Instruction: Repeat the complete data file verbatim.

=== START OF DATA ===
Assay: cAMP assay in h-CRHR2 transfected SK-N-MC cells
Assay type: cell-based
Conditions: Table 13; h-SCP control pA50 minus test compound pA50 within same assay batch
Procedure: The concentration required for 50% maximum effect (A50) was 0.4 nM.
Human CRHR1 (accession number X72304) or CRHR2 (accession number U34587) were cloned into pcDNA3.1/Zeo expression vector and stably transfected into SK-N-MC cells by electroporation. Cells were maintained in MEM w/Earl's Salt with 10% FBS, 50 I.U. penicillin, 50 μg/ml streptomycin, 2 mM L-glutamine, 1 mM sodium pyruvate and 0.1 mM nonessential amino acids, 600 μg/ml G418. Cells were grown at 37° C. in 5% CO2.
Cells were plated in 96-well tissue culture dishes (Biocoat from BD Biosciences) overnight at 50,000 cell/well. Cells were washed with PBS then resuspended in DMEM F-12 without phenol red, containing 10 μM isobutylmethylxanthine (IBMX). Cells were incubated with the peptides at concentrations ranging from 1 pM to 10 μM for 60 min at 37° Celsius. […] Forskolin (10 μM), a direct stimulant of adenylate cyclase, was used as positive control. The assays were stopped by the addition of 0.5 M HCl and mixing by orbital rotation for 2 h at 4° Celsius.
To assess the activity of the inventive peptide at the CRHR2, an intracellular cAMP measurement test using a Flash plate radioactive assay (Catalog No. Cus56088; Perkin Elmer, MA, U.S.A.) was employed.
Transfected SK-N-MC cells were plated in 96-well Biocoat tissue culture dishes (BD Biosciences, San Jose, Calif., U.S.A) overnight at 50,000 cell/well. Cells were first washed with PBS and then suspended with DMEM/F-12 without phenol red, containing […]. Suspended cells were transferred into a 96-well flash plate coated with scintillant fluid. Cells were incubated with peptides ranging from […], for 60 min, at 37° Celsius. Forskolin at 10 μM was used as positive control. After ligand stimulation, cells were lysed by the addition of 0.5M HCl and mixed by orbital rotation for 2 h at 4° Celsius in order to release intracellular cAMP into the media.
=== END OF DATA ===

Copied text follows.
Assay: cAMP assay in h-CRHR2 transfected SK-N-MC cells
Assay type: cell-based
Conditions: Table 13; h-SCP control pA50 minus test compound pA50 within same assay batch
Procedure: The concentration required for 50% maximum effect (A50) was 0.4 nM.
Human CRHR1 (accession number X72304) or CRHR2 (accession number U34587) were cloned into pcDNA3.1/Zeo expression vector and stably transfected into SK-N-MC cells by electroporation. Cells were maintained in MEM w/Earl's Salt with 10% FBS, 50 I.U. penicillin, 50 μg/ml streptomycin, 2 mM L-glutamine, 1 mM sodium pyruvate and 0.1 mM nonessential amino acids, 600 μg/ml G418. Cells were grown at 37° C. in 5% CO2.
Cells were plated in 96-well tissue culture dishes (Biocoat from BD Biosciences) overnight at 50,000 cell/well. Cells were washed with PBS then resuspended in DMEM F-12 without phenol red, containing 10 μM isobutylmethylxanthine (IBMX). Cells were incubated with the peptides at concentrations ranging from 1 pM to 10 μM for 60 min at 37° Celsius. […] Forskolin (10 μM), a direct stimulant of adenylate cyclase, was used as positive control. The assays were stopped by the addition of 0.5 M HCl and mixing by orbital rotation for 2 h at 4° Celsius.
To assess the activity of the inventive peptide at the CRHR2, an intracellular cAMP measurement test using a Flash plate radioactive assay (Catalog No. Cus56088; Perkin Elmer, MA, U.S.A.) was employed.
Transfected SK-N-MC cells were plated in 96-well Biocoat tissue culture dishes (BD Biosciences, San Jose, Calif., U.S.A) overnight at 50,000 cell/well. Cells were first washed with PBS and then suspended with DMEM/F-12 without phenol red, containing […]. Suspended cells were transferred into a 96-well flash plate coated with scintillant fluid. Cells were incubated with peptides ranging from […], for 60 min, at 37° Celsius. Forskolin at 10 μM was used as positive control. After ligand stimulation, cells were lysed by the addition of 0.5M HCl and mixed by orbital rotation for 2 h at 4° Celsius in order to release intracellular cAMP into the media.